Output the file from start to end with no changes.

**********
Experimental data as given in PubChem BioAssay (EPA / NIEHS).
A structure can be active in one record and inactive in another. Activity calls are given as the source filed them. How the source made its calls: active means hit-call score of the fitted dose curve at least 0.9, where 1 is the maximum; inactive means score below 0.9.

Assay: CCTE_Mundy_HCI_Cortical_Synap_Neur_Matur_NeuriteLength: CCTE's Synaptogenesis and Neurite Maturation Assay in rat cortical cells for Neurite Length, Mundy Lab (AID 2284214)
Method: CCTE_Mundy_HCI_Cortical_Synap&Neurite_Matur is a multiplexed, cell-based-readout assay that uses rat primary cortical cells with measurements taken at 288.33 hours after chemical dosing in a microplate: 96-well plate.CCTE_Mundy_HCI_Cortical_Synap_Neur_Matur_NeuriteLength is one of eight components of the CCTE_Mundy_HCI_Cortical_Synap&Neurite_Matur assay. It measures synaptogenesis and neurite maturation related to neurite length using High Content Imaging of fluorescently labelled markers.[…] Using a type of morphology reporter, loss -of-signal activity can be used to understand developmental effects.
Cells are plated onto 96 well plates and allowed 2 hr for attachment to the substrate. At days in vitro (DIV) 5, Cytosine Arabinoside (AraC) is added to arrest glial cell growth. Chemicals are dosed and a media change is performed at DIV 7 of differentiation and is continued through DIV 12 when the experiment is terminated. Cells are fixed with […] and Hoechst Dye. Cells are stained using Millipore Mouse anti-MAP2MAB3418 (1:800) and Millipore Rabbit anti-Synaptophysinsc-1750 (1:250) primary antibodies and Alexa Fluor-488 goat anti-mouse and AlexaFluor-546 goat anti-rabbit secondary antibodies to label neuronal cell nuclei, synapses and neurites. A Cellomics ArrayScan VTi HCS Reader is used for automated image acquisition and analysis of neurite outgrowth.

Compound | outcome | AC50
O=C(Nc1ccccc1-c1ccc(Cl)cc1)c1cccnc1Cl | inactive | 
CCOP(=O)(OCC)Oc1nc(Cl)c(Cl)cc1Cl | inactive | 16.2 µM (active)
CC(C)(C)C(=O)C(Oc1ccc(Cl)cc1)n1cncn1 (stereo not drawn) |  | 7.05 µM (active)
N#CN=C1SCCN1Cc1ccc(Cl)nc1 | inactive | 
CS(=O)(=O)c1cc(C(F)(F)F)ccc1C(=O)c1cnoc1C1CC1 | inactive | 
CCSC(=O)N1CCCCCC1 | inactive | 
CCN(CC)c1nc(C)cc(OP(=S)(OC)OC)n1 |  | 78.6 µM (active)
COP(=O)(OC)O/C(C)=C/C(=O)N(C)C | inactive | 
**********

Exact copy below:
Experimental data as given in PubChem BioAssay (EPA / NIEHS).
A structure can be active in one record and inactive in another. Activity calls are given as the source filed them. How the source made its calls: active means hit-call score of the fitted dose curve at least 0.9, where 1 is the maximum; inactive means score below 0.9.

Assay: CCTE_Mundy_HCI_Cortical_Synap_Neur_Matur_NeuriteLength: CCTE's Synaptogenesis and Neurite Maturation Assay in rat cortical cells for Neurite Length, Mundy Lab (AID 2284214)
Method: CCTE_Mundy_HCI_Cortical_Synap&Neurite_Matur is a multiplexed, cell-based-readout assay that uses rat primary cortical cells with measurements taken at 288.33 hours after chemical dosing in a microplate: 96-well plate.CCTE_Mundy_HCI_Cortical_Synap_Neur_Matur_NeuriteLength is one of eight components of the CCTE_Mundy_HCI_Cortical_Synap&Neurite_Matur assay. It measures synaptogenesis and neurite maturation related to neurite length using High Content Imaging of fluorescently labelled markers.[…] Using a type of morphology reporter, loss -of-signal activity can be used to understand developmental effects.
Cells are plated onto 96 well plates and allowed 2 hr for attachment to the substrate. At days in vitro (DIV) 5, Cytosine Arabinoside (AraC) is added to arrest glial cell growth. Chemicals are dosed and a media change is performed at DIV 7 of differentiation and is continued through DIV 12 when the experiment is terminated. Cells are fixed with […] and Hoechst Dye. Cells are stained using Millipore Mouse anti-MAP2MAB3418 (1:800) and Millipore Rabbit anti-Synaptophysinsc-1750 (1:250) primary antibodies and Alexa Fluor-488 goat anti-mouse and AlexaFluor-546 goat anti-rabbit secondary antibodies to label neuronal cell nuclei, synapses and neurites. A Cellomics ArrayScan VTi HCS Reader is used for automated image acquisition and analysis of neurite outgrowth.

Compound | outcome | AC50
O=C(Nc1ccccc1-c1ccc(Cl)cc1)c1cccnc1Cl | inactive | 
CCOP(=O)(OCC)Oc1nc(Cl)c(Cl)cc1Cl | inactive | 16.2 µM (active)
CC(C)(C)C(=O)C(Oc1ccc(Cl)cc1)n1cncn1 (stereo not drawn) |  | 7.05 µM (active)
N#CN=C1SCCN1Cc1ccc(Cl)nc1 | inactive | 
CS(=O)(=O)c1cc(C(F)(F)F)ccc1C(=O)c1cnoc1C1CC1 | inactive | 
CCSC(=O)N1CCCCCC1 | inactive | 
CCN(CC)c1nc(C)cc(OP(=S)(OC)OC)n1 |  | 78.6 µM (active)
COP(=O)(OC)O/C(C)=C/C(=O)N(C)C | inactive | 